Yet another reason we need to resolve the Mille Lacs Reservation boundary issue.

By Clare Fitz, Chairman
Mille Lacs County Tea Party

As of this writing, we are still waiting for a decision from the 8th Circuit Court of Appeals on whether or not Mille Lacs County’s court case will be heard. That case, as you are aware was dismissed and the dismissal is currently in appeals court. As you know, that case asks the court to make a judgment as to whether or not the former 1855 Mille Lacs Reservation, which includes the Townships of Isle Harbor, South Harbor and Kathio and the cities of Onamia, Wahkon and Isle, still exists. In other words, do those of us who live in those areas live on an Indian reservation or not?

As we wait, more storm clouds have appeared on the horizon.

The United States Supreme Court, on January 21, 2004, will hear oral arguments on United States v.Billy Jo Lara. While the technical issue is whether Mr. Lara can be prosecuted twice, both by an Indian tribe and by the federal government, for the same crime, the important issues are whether federal Indian policy is subject to constitutional restraints or whether it is “common law” that can be changed by Congress without those constraints, and also, whether any sovereignty that Indian tribes may possess is an inherent sovereignty that predates the United States Constitution or whether it is sovereignty delegated to the tribes by Congress.

Mr. Lara is an enrolled member of the Turtle Mountain Band of Chippewa Indians but broke the law on the North Dakota reservation of the Spirit Lake Nation of which he is not a member.

In 1990, the Supreme Court held, in Duro v. Reina, that tribes do not have criminal jurisdiction over non-Indians or Indians who are not members of that particular tribe or band. In 1991, Congress passed an amendment to the Indian Civil Rights Act that recognized “the inherent power of Indian tribes…to exercise criminal jurisdiction over all Indians.” This legislation, in effect, reversed the Duro v. Reino decision.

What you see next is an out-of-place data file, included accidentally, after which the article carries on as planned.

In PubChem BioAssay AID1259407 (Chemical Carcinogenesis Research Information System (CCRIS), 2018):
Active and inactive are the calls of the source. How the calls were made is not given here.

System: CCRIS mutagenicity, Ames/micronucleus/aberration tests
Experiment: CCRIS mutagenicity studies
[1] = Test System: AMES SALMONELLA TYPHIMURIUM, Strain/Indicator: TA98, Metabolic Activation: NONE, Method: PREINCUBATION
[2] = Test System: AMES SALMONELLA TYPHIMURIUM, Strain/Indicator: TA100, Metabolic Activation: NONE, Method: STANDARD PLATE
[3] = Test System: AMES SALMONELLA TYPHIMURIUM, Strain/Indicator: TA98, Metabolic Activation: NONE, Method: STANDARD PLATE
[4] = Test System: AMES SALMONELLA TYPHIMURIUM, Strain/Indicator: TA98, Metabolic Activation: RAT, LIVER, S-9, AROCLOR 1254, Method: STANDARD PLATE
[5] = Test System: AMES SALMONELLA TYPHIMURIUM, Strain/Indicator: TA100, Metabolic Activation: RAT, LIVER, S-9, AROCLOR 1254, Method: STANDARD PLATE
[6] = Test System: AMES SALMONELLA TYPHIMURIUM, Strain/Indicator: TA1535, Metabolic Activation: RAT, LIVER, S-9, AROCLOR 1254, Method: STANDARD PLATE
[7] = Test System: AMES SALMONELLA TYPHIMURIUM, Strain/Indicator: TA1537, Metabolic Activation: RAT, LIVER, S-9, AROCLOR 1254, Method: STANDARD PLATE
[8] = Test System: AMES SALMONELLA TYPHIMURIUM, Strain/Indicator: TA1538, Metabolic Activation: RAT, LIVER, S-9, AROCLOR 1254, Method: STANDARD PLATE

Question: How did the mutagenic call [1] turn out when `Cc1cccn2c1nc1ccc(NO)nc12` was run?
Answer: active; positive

So the constitutional issue is whether Congress can overrule the Supreme Court’s Duro decision.

So what does that mean to those of us who live in, or own property in, the contested 61,000 acres of Mille Lacs County? If, in fact, Congress has the authority to create inherent sovereignty for Indian tribes that gives them jurisdiction over non-member Indians, then what would stop Congress from giving tribes jurisdiction over non-Indians who live on Indian reservations?

In fact, two bills currently in Congress (S.578 and H.2242) would do exactly that, giving the tribes jurisdiction over “all places and persons within Indian country”. The language of these identical bills “affirms and declares that the inherent sovereign authority of an Indian tribal government includes the authority to enforce and adjudicate violations of applicable criminal, civil and regulatory laws committed by any person on land under the jurisdiction of the Indian tribal government”.

The Mille Lacs Band statutes state that “The jurisdiction of the…Mille Lacs Band…shall extend to all persons…within the exterior boundaries of the Mille Lacs…Reservation…The Mille Lacs Reservation shall mean all land within the exterior boundary described in the Treaty of 1855…The [Mille Lacs Band] Commissioner…shall have powers of regulation over all matters of land,
air, water…”

The Band, in their effort to avoid an answer from the courts on whether or not the former Mille Lacs Reservation still exists, has assured the court that they have no intention of enforcing their laws on non-Indians. That assurance is nebulous at best.
If the Department of Justice were to prevail in this lawsuit, those of us who reside in, or own property in, northern Mille Lacs County could end up under the jurisdiction of the Band without the protections of the U.S. Constitution.